The opinion of the court was delivered by: NEWCOMER
Plaintiff, Janet Manning, alleges that defendants violated the federal Truth-in-Lending Act
by treating the credit sale of an automobile to her as a consumer loan, thus depriving her of certain information which the Act requires to be disclosed in credit sales but not in consumer loans.
Plaintiff seeks to be certified as the representative of a class of those who have had credit purchases written as though they were separate sale and loan transactions, but she asks that we postpone deciding the class action question until after we determine her pending motion for summary judgment on her individual claim. Defendant Springfield Dodge opposes summary judgment on the grounds that certain material facts remain to be decided. Defendant Princeton has moved for summary judgment on the grounds that the Truth-in-Lending Act imposes on Springfield, and not on it, the duty of making any disclosures not made to plaintiff.
We cannot accept plaintiff's argument that we may postpone class certification until after liability is decided. Therefore we address the class action question first, and conclude that this suit is a proper class action suit under Rule 23(b)(2). Finding that no disputes as to material facts exist, we grant summary judgment on plaintiff's behalf against Springfield Dodge, and on Princeton's behalf against plaintiff, on the question of liability. We award plaintiff $1,000., as well as a reasonable attorney's fee and costs, and we enter an injunction on behalf of plaintiff and the members of her class against future violations of the Truth-in-Lending Act by Springfield Dodge.
Approximately one week later plaintiff was instructed to return to Springfield Dodge, from where she was driven by a Springfield employee to the offices of defendant Princeton Consumer Discount Company. Plaintiff had never done business with, nor heard of, Princeton prior to this time. When plaintiff arrived at Princeton, the contract documents concerning a loan to her in the amount of the unpaid balance on the car were already prepared.
Plaintiff had already been informed of the terms of the loan contract by a Springfield officer prior to her trip to Princeton. Before signing the contract she was informed by a Princeton employee that Princeton assumed no liability for the condition of the car and that she should make certain she was satisfied with the car before she endorsed Princeton's check over to Springfield. After she signed the contract, the Princeton employee gave directly to the Springfield salesman a check made out to the plaintiff and to Springfield Dodge for $1,191.00 and gave to the plaintiff a check made out to her for $11.84. The salesman then drove plaintiff back to Springfield Dodge, where they picked up the automobile. He directed her to endorse the check for $1,191.00 over to Springfield, which she did.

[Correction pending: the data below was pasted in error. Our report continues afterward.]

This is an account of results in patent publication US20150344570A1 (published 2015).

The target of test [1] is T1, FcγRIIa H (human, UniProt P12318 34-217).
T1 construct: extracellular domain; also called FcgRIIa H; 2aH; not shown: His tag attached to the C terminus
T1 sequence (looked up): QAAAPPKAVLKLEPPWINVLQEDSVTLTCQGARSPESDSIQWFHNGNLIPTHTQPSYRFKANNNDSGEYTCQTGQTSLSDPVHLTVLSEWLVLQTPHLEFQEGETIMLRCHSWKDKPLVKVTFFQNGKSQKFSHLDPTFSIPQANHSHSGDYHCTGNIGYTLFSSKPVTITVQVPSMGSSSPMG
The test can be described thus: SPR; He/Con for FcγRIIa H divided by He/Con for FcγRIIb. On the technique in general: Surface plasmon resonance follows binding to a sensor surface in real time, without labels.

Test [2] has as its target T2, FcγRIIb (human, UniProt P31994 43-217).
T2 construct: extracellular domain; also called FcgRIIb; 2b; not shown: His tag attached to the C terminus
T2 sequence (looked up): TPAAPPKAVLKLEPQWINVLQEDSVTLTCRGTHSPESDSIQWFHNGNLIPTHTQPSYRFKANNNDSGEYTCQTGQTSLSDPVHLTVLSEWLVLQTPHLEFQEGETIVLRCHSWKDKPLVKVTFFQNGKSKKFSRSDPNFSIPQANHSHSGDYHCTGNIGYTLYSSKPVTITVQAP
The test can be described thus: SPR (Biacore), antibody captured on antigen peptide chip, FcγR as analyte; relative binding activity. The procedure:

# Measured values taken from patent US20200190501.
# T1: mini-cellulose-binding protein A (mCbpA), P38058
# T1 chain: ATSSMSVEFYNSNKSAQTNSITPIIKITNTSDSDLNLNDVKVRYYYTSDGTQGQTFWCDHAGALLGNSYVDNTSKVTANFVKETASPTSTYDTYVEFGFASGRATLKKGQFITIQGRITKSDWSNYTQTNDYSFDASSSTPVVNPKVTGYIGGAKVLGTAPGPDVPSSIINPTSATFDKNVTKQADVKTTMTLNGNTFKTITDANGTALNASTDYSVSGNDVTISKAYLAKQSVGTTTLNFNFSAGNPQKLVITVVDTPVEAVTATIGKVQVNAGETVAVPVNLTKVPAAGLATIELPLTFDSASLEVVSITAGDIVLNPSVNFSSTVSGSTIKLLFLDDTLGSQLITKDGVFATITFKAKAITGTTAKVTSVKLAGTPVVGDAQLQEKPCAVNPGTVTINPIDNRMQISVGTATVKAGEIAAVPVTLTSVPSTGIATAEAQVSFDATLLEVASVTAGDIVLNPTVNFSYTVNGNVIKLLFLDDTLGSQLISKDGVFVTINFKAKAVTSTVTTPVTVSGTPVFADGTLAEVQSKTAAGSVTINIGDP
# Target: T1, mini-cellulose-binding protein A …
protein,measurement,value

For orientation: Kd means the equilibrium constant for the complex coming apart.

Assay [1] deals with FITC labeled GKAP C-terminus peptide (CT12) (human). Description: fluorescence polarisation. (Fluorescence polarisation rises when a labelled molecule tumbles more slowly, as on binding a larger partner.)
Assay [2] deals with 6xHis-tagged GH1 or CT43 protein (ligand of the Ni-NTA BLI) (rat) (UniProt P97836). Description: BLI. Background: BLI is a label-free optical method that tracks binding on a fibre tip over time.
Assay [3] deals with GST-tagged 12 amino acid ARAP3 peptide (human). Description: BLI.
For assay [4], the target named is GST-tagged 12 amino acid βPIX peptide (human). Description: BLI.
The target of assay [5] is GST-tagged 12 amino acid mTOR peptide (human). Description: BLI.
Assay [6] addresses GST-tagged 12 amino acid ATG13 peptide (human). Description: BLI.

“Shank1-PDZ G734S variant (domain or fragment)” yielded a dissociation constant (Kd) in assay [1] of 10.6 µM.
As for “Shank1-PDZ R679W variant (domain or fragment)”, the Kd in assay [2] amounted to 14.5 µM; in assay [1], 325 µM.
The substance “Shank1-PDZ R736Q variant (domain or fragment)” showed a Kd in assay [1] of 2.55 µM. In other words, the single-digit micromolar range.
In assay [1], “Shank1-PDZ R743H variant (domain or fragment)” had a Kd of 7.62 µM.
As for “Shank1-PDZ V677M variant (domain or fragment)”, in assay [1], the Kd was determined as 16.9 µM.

Plaintiff does not allege that the seller, Springfield Dodge, extended credit to her, but rather that the seller arranged for the extension of such credit, which would bring the transaction within the definition of a credit sale under Section 103(g) of the Truth-in-Lending Act, 15 U.S.C. § 1602(g).
To determine whether the seller did arrange for credit as that phrase is to be construed, we must turn to regulation Z of the regulations promulgated by the Federal Reserve Board pursuant to the Act. In regulation Z is found a definition of the phrase "arrange for the extension of credit", 12 C.F.R. § 226.2(f):
"'arrange for the extension of credit' means to provide or offer to provide consumer credit which is or will be extended by another person under a business or other relationship pursuant to which the person arranging such credit receives or will receive a fee, compensation, or other consideration for such service or has knowledge of the credit terms and participates in the preparation of the contract documents required in connection with the extension of credit. . . ."
Plaintiff asserts that the undisputed facts compel that Springfield arranged for the extension of credit within the meaning of regulation Z. Defendants argue that the regulation is intended to require both the receipt of a fee and participation in the preparation of the contract documents required in connection with the extension of credit. Defendants have offered no support for this interpretation, and we believe that it is a strained and unconvincing one. A much more logical explanation is that the regulation requires either receipt of a fee or knowledge of the contract's terms and participation in drawing it up. See, Starks v. Orleans Motors, Inc., 372 F. Supp. 928 (E.D. La. 1974).
Plaintiff, relying on the case of Katz v. Carte Blanche Corp., 496 F.2d 747 (3rd Cir. 1974), cert. denied, 419 U.S. 885, 95 S. Ct. 152, 42 L. Ed. 2d 125 (1974), asks us to defer ruling on her class certification motion until after we rule on her pending summary judgment. We do not feel that the circumstances of this ...